So they drew near to the village to which they were going. He acted as if he were going farther, 29 but they urged him strongly, saying, “Stay with us, for it is toward evening and the day is now far spent.” So he went in to stay with them. 30 When he was at table with them, he took the bread and blessed and broke it and gave it to them. 31 And their eyes were opened, and they recognized him. And he vanished from their sight. 32 They said to each other, “Did not our hearts burn within us while he talked to us on the road, while he opened to us the Scriptures?” 33 And they rose that same hour and returned to Jerusalem. And they found the eleven and those who were with them gathered together, 34 saying, “The Lord has risen indeed, and has appeared to Simon!” 35 Then they told what had happened on the road, and how he was known to them in the breaking of the bread.
36 As they were talking about these things, Jesus himself stood among them, and said to them, “Peace to you!” 37 But they were startled and frightened and thought they saw a spirit. 38 And he said to them, “Why are you troubled, and why do doubts arise in your hearts? 39 See my hands and my feet, that it is I myself. Touch me, and see. For a spirit does not have flesh and bones as you see that I have.” 40 And when he had said this, he showed them his hands and his feet. 41 And while they still disbelieved for joy and were marveling, he said to them, “Have you anything here to eat?” 42 They gave him a piece of broiled fish, 43 and he took it and ate before them. Luke 24:-43
I recently had a revelation. It was helpful, and testimony to the Holy Spirit’s influence – thanks be to God! We were dealing with an issue at the church I am now serving that was a matter of personal preference. It was one of those “people of noble character may disagree upon” issues. The issue isn’t as important as the revelation. A decision by means of vote wasn’t really going to solve the concern. We needed to come to a fuller consensus, not vote one way or the other. We needed God to shape our decision through prayer and conversation. The agenda should be one of prayer not vote. I hope we can come to true unity in this regard.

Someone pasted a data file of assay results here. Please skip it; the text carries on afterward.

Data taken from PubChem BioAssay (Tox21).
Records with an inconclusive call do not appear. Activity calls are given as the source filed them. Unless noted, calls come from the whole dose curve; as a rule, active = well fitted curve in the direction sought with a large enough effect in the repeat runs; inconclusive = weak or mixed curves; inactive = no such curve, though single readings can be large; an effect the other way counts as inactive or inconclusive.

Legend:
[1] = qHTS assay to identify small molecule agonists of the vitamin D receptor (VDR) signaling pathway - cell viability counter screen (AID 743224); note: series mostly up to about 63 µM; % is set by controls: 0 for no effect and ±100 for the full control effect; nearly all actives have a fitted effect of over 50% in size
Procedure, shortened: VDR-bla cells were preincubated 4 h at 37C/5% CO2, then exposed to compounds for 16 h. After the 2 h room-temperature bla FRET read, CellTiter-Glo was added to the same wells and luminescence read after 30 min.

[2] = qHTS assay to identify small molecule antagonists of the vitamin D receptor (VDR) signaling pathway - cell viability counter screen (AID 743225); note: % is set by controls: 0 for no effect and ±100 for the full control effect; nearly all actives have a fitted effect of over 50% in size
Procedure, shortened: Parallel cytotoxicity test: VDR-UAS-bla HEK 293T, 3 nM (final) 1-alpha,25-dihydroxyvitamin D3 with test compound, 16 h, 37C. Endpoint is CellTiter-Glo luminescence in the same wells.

There sometimes needs to be that period of confusion before clarity of action and choice becomes possible. Sometimes that process is called Form, Storm, Norm, Perform. The group gets together (form), and they struggle with their true purpose and plans (storm). Once the storming has worked itself through, there comes a time of consensus in limits, we determine the normal way of thinking and acting. And then we perform. We do what needs to be done.
The disciples are in the storming phase of their calling. It may not look like it because they are in the doldrums. But make no mistake, there had been storming to be sure. Jesus’ death and burial had put them in a freefall tailspin. Now they will be normed. Jesus will show up and put some new boundaries on their activities. And these boundaries are at the same time both more restrictive and more horizon-stretching than they could ever have imagined.
That’s what Jesus’ resurrection does. On the one hand a whole new world of possibilities are opened up. Death does not have the final say. Satan is defeated. Hope springs eternal. On the other hand a whole new way of looking at life narrows our focus. No longer do worldly concerns garner center stage. No longer do we make decisions based on expediency at the cost of integrity, or short-term gain in place of eternal blessing. Life is no longer about what I can get for me, but what Christ has done for me.
But sometimes that clarity does not come right away. The disciples are in the doldrums of confusion and discouragement. They shouldn’t have been. Jesus had told them what was to have happened. It went just as he had said. The Scriptures had witnessed to this as well. None of this should have been a surprise. But it was.
How like us today! We should know better. We should be eternally-focused. Our horizons should be far greater and broader than we even can imagine. Our lives should be laser-focused toward the cause of Christ’s kingdom. We should never be distracted. We should never stray. But we do.
Jesus came to his discouraged and disappointed disciples and offered a greeting of peace. Then he gave proof of the reality of that moment…by eating fish. He comes to us as well, with a greeting of peace and grace. And he offers us proof of that when we have those moments of clarity and focus and peace that only he can give.
I’m really lousy at manufacturing my own peace. But Jesus’ peace is a grace beyond expectation and human understanding. Peace! What a marvelously delightful gift! Soon will come the focus and direction. That too is a gift. Next week…